Written by BASSP senior – Tanya Saxby
To some, wetlands may appear as a swampy and unproductive or neglected piece of land. In fact, wetlands are a crucial component of our ecosystem – so much so, that the month of May has been designated by the Environmental Protection Agency (EPA) to celebrate our American Wetlands. It’s a time, not only to reflect and appreciate a wetland’s natural beauty and value, but also to take stock of the protection, care and maintenance we provide to its landscape and habitat.
Wetlands serve many important functions. Their marsh-like characteristics allow the land to serve as a natural sponge, absorbing water to help control flooding and acting as a filter to limit contaminants flowing into creeks and tributaries. The soil and vegetation also act as a wind barrier and help prevent soil erosion. Finally, the wetlands are a home to many plants, trees and wildlife.
The campus at Cascadia College and the University of Washington (Bothell) features one the largest floodplain restorations in the state, preserving 58-acres of what is called the North Creek wetland. Campus operations, including construction, care and maintenance of structures and landscape, take into consideration the impact to the wetlands. Here are some interesting facts about our campus operations that demonstrate the schools’ commitment to protecting and preserving our wetlands:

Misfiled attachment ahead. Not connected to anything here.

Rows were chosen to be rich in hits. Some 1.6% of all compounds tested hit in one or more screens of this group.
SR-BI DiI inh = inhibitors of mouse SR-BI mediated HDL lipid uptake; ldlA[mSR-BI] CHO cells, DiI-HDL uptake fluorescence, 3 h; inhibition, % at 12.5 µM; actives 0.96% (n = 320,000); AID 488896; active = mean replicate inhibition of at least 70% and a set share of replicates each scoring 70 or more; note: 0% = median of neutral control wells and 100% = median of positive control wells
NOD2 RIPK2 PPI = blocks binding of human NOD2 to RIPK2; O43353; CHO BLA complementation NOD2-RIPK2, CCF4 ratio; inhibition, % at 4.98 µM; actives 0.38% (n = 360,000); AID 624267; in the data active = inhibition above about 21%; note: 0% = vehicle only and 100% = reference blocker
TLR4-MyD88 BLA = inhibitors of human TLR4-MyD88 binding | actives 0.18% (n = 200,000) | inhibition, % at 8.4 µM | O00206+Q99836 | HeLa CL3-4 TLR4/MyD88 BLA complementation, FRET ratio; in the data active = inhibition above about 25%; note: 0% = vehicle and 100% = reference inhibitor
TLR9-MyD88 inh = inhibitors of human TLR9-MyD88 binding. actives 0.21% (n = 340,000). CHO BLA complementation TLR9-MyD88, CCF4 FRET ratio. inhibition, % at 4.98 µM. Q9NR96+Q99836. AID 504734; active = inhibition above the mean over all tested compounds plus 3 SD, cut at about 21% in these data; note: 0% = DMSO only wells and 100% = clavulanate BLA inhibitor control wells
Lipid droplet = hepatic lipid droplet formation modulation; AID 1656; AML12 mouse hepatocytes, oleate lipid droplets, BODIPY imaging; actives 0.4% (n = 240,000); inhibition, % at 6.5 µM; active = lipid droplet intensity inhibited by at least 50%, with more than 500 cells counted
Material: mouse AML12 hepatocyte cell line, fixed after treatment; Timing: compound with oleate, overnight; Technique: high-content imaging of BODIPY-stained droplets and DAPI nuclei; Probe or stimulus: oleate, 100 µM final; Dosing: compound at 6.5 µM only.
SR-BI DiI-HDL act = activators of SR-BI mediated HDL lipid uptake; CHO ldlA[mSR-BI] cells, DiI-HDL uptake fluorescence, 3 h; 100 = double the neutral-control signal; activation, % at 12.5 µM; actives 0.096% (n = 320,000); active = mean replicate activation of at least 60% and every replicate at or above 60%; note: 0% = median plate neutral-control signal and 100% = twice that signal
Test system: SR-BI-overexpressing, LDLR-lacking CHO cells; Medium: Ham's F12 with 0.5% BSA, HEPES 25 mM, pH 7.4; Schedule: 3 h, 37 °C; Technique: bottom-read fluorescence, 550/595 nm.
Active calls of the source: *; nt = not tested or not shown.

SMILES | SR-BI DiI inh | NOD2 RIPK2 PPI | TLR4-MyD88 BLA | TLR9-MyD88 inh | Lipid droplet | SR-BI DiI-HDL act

- Campus cultivators avoid using chemical-based pest and weed management to protect the wetland from receiving toxic runoff.
- Periodic removal of non-native species to protect and preserve the growth of native plants in the wetland.
- Water quality testing to monitor the health of the creek.
- Rain-catchment in CC3 to reduce oversaturation of the wetlands. (Did you know the rainwater is used to flush the toilets in CC3?)
These are but a few of the ongoing efforts of our joint campus to protect the North Creek wetland. These efforts have resulted in the campus achieving Salmon-Safe certification. This means that extraordinary measures have been taken to restore in-stream habitat, reduce soil erosion, conserve water and practice integrated pest management. Students enrolled in environmental science or sustainable development courses have an active role in protecting the wetland through class-based living-laboratory activities on campus. For more information about the North Creek wetlands, visit http://digitalcollections.lib.washington.edu/cdm/landingpage/collection/uwb2.
You can celebrate wetlands on campus on May 25! Midori Sakura and her students will showing off carnivorous plants, hosting wetland tours, teaching folks about our state amphibian, handing out stickers and tattoos and much more! They can be found in the Food Forest next to the newly decorated trailer from 10:30am to 4:30pm.
If you are interested in pursuing studies at Cascadia related to environmental protection and preservation, contact Jodie Galvan at email@example.com.